Thirty-five leading aid agencies have joined to warn of the suffering and increased, irreversible, damage if the growing humanitarian needs in Syria are not met and a political solution is not found.
Christian Aid, CAFOD, World Vision and others have highlighted that a decade since the outset of the conflict, living conditions for many Syrians are worse than ever.
The statement reads: "Monday March 15th will mark 10 years since the onset of the crisis in Syria. A decade of conflict in Syria risks creating further irreversible impact to millions of displaced civilians and on the region unless world powers use all their influence to stop the crisis. There continues to be violence and indiscriminate attacks against civilians and civilian infrastructure.
"Inside Syria over 80% of people are living in poverty and food insecurity levels are at a record high. Over 12.4 million people are food insecure and a further 1.8 million are at risk. 12.2 million Syrians lack regular access to clean water and 2.4 million children are currently out of school."
The charities add that the coronavirus pandemic has made suffering worse.
The statement continues: "Vital infrastructure, such as hospitals, schools, markets, homes and roads have been damaged or destroyed throughout the conflict. Many that are still standing have become shelters for those displaced by the conflict. Syrians are also facing rising inflation as a result of the declining value of the Syrian Pound, widespread unemployment, and increasingly common fuel shortages. Basic goods are no longer affordable for many, forcing families to reduce the amount of meals they put on the table or trade what little food they do have for medicine."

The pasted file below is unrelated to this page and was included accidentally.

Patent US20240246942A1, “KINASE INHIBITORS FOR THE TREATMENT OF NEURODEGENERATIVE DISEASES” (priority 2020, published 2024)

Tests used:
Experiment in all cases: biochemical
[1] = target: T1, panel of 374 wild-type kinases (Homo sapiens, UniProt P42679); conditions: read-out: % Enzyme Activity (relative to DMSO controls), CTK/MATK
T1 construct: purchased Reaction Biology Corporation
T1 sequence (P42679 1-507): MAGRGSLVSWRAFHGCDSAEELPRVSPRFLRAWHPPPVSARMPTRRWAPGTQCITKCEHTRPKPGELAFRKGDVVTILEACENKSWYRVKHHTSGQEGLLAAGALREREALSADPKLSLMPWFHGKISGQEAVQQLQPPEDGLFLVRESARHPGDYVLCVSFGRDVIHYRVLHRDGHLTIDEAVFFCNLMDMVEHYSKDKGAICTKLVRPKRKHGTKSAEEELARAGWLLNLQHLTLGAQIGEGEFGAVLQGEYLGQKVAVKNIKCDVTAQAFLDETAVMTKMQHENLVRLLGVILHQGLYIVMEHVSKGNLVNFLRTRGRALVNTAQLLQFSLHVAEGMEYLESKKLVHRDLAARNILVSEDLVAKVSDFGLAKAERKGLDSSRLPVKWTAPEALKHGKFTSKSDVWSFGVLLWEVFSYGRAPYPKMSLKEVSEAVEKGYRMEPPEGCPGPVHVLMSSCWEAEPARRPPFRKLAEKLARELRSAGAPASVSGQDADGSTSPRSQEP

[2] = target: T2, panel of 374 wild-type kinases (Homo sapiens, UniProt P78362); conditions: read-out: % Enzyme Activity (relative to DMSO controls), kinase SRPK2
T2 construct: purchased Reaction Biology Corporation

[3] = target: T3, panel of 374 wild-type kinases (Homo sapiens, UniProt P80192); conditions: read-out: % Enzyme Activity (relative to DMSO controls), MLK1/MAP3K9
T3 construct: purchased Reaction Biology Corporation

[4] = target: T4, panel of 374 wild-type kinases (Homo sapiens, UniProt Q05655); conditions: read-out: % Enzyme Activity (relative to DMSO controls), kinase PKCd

5.6 million Syrians are displaced in neighbouring countries, of which 2.5 million are children. 6.2 million are internally displaced across different parts of Syria.
"In the neighbouring countries, 5.5 million Syrian refugees and 4.8 million impacted host community members are in need of humanitarian assistance, with COVID-19 increasing poverty and risk of sexual-gender based violence," the statement adds.
"Most have little legal protections and few livelihood opportunities. Nearly 580,000 Syrian refugees are in need of resettlement, less than 2% have had their cases submitted last year and far more than the resettlement spaces available. The UN is warning that there are record low levels of resettlement.
"We call on the international community to step up its aid to Syrians across the country and in refugee-hosting countries and recognise its responsibility to support refugees. Cross-border access into Syria must be maintained, and humanitarian access within the country must also be strengthened."
They urged for governments to raise the issue in the EU-hosted Brussels V March ministerial conference on March 29th-30th. They also called on governments to use their pressure to seek an end to Syria conflict and "spare millions more Syrians from the violence".
They concluded: "It is essential that we invest both in urgent humanitarian needs and long-term development to help build resilience well into the future. We must allow Syrians to live a better life where income-generating opportunities, repaired homes, functioning public infrastructure, clean water, basic services, and hope for the future are existent and accessible to all - otherwise the impact of a decade of conflict will be irreversible".